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Kendang of Java
Kendang of Bali

Kendang (Javanese: Kendhang, Malay: Gendang, Tausug/Bajau: Gandang, Maranao: Gandangan) is a two-headed drum and one of the primary instruments used in the Gamelan ensembles of Java and Bali as well as various Kulintang ensembles in Indonesia, Malaysia, Brunei, and the Philippines. Constructed in a variety of ways by different ethnic groups.

Among the Javanese, Sundanese, or Malay peoples, the kendang has one side larger than the other, with the larger, lower-pitched side usually placed to the right, and are usually placed on stands horizontally and hit with the hands one either side while seated on the floor. Among groups like the Balinese, Tausug, or Maranao, both sides are of equal size, and are played on either one or both sides using a combination of hands and/or sticks.

Within Gamelan, the kendhang is smaller than the bedug, which is placed inside a frame, hit with a beater, and used less frequently. The kendang usually has the function of keeping the tempo and changing irama, and signaling some of the transitions (paralihan) to sections and the end of the piece (suwuk). In dance or wayang, the kendhang player must follow the movements of the dancer, and communicate them to the other players in the ensemble. In West Java, kendang are used to keep the tempo of Gamelan Degung. Kendang are also used as main instrument for Jaipongan dance. In another composition called Rampak Kendang, a group of drummers play in harmony.

Good kendang are said to be made from the wood of jackfruit, coconuts or cempedak. Buffalo hide is often used for the bam (inferior surface which emits low-pitch beats) while goatskin is used for the chang (superior surface which emits high-pitch beats). The skin is stretched on y-shaped leather or rattan strings, which can be tightened to change the pitch of the heads. The thinner the leather the sharper the sound.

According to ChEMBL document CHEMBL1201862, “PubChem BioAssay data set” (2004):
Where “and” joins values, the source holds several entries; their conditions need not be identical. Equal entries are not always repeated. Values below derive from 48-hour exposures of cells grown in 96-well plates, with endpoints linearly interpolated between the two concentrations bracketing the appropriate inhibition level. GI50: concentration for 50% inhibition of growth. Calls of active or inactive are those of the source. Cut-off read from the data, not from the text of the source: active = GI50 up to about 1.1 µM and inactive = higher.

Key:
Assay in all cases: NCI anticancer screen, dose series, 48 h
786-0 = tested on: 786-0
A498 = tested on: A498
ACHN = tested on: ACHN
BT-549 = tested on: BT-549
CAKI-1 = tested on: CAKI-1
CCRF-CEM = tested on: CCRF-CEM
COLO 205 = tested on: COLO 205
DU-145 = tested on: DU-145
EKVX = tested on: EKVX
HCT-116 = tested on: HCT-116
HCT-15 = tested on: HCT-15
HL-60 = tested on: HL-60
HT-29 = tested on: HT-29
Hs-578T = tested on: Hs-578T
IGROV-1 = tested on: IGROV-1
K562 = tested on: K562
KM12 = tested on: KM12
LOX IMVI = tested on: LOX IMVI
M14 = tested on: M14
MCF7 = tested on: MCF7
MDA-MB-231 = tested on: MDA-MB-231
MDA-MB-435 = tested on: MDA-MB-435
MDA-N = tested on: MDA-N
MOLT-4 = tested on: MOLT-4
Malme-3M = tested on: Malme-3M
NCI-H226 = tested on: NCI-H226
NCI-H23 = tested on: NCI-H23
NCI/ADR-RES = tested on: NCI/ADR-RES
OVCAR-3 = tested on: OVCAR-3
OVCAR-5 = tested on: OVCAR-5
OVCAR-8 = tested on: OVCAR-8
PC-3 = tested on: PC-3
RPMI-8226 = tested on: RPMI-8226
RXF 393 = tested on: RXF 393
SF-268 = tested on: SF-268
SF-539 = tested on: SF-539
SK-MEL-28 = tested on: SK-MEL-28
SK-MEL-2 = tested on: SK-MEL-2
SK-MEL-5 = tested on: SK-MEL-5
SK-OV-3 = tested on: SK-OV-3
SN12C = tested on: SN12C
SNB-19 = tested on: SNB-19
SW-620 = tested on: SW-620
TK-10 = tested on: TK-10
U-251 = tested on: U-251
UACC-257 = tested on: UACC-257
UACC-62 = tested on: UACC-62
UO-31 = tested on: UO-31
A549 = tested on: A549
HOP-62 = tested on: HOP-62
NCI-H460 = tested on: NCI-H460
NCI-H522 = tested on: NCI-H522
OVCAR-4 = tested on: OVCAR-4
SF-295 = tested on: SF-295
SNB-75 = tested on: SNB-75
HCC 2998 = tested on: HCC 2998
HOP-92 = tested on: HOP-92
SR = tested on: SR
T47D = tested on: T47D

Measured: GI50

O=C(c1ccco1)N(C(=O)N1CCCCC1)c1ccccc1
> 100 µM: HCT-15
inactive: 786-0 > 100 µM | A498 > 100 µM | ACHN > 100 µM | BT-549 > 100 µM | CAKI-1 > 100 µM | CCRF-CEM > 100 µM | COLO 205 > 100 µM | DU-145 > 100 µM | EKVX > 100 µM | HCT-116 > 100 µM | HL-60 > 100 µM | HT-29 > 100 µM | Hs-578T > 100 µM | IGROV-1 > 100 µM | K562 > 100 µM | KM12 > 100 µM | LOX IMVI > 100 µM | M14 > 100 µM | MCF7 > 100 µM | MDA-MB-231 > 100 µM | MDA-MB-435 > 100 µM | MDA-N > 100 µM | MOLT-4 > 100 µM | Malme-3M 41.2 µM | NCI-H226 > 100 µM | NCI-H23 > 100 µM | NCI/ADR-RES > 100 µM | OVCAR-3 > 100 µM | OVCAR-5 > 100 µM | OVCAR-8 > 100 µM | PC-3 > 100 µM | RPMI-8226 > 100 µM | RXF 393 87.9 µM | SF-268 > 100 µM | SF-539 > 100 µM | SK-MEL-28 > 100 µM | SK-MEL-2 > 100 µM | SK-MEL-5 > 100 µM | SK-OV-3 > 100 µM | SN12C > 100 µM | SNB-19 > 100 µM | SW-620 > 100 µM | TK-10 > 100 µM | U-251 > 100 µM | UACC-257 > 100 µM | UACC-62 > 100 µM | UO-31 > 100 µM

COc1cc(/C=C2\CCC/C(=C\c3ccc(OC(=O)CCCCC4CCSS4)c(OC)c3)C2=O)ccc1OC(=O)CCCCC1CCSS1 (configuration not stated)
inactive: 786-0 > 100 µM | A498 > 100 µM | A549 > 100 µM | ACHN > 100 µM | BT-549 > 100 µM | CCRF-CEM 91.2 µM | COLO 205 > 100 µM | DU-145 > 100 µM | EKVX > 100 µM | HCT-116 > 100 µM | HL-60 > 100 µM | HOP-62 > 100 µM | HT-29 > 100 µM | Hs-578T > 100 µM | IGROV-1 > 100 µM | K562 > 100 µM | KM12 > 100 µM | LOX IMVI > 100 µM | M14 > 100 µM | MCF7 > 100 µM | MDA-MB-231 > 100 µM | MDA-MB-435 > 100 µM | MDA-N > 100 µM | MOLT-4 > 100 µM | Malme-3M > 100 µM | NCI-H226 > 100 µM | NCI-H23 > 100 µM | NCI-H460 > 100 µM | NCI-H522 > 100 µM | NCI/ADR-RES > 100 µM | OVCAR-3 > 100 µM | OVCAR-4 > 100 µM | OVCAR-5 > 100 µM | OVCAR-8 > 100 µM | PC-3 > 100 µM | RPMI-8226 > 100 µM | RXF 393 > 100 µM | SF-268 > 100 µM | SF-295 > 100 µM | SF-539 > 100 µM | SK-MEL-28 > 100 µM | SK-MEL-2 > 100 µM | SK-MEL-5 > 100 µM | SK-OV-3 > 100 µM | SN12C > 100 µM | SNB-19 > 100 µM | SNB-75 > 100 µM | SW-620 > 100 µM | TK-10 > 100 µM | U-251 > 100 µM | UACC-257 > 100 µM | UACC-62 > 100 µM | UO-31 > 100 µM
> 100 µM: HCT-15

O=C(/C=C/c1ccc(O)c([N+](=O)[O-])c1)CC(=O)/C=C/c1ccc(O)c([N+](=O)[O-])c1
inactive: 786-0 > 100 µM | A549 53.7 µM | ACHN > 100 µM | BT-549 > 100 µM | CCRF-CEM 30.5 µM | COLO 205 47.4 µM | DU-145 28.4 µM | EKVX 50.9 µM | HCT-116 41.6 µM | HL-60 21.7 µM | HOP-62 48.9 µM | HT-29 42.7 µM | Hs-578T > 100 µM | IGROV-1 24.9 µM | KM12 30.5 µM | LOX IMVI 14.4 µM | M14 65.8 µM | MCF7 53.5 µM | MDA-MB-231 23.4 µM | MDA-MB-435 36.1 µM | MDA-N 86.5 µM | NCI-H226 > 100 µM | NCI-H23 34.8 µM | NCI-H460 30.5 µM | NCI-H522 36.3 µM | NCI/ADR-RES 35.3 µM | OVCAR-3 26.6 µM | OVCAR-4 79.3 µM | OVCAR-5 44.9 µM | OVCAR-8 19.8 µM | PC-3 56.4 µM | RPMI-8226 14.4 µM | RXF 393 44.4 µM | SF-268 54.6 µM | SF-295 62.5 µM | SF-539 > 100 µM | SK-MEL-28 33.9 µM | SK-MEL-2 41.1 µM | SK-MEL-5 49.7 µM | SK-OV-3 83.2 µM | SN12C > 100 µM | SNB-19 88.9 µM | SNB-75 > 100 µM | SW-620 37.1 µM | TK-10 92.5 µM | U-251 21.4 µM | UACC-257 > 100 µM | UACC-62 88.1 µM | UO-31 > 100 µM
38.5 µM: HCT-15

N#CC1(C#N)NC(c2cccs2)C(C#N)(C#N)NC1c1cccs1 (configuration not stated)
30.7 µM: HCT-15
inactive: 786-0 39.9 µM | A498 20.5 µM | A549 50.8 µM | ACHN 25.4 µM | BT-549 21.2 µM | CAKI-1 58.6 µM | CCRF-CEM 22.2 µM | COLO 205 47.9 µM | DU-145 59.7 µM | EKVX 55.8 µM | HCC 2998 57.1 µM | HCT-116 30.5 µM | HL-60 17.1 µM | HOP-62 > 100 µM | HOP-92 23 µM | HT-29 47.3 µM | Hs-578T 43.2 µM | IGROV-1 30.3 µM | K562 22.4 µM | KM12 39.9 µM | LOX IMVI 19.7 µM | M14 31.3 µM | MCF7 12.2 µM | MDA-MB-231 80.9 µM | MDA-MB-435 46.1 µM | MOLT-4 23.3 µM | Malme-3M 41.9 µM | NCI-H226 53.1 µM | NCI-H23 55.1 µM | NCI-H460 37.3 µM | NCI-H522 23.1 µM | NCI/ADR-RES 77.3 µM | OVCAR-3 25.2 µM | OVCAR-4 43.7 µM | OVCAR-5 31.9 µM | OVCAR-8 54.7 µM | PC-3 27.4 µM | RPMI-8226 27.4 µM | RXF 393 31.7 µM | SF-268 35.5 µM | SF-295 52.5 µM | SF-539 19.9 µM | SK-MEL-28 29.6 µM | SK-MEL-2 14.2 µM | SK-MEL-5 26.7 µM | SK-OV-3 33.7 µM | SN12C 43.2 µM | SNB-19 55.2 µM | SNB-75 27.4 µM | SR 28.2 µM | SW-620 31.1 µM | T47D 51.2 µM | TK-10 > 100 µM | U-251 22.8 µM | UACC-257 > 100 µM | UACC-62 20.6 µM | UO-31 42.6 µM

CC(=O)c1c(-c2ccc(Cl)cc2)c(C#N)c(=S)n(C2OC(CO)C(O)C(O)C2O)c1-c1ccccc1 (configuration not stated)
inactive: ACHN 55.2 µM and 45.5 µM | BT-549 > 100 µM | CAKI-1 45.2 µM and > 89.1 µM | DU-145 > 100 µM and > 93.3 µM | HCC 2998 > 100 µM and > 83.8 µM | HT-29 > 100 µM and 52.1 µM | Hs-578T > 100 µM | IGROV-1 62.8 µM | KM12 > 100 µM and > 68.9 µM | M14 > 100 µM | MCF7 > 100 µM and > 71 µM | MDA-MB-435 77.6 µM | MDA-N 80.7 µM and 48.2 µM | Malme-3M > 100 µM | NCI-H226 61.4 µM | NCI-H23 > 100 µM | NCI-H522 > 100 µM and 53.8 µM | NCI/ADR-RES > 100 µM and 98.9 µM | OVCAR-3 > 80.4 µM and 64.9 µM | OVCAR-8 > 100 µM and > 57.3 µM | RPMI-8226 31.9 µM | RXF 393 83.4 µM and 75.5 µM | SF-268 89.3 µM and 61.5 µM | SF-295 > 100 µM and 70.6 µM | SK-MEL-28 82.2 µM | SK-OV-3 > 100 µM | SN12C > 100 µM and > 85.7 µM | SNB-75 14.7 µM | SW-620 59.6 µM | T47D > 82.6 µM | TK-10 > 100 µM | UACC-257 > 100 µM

In Gamelan Surakarta, four sizes of kendhang are used:

  • Kendhang ageng, kendhang gede (krama/ngoko, similar to gong ageng in usage), or kendhang gendhing is the largest kendang, which usually has the deepest tone. It is played by itself in the kendhang satunggal (lit. "one drum") style, which is used for the most solemn or majestic pieces or parts of pieces. It is played with the kendhang ketipung for kendhang kalih (lit. "two drum") style, which is used in faster tempos and less solemn pieces.
  • Kendhang ciblon is a medium-sized drum, used for the most complex or lively rhythms. It is typically used for livelier sections within a piece. The word ciblon derives from a Javanese type of water-play, where people smack the water with different hand shapes to give different sounds and complex rhythms. The technique of this kendang, which is said to imitate the water-play, is more difficult to learn than the other kendang styles.
  • Kendhang batangan or kendhang wayang is also medium-sized, and was traditionally used to accompany wayang performances, although now other drums can be used as well.
  • Kendhang ketipung is the smallest kendang, used with the kendang ageng in kendhang kalih style.

References

  • Sumarsam. Javanese Gamelan Instruments and Vocalists. 1978-1979.

See also

External links

Instruments and vocals used in Javanese gamelan

Colotomic instruments:
Balungan instruments:
Panerusan instruments:
Unpitched instruments:
Vocals and clapping:

 

Kempyang and ketuk | Kempul | Kenong | Gong
Saron panerus | Saron barung | Demung | Slenthem | Slentho
Bonang | Gendér | Gambang | Siter | Celempung | Suling | Rebab
Kendang | Bedug | Kecer | Kemanak | Kepyak
Gerong | Sindhen | Alok | Senggakan | Keplok

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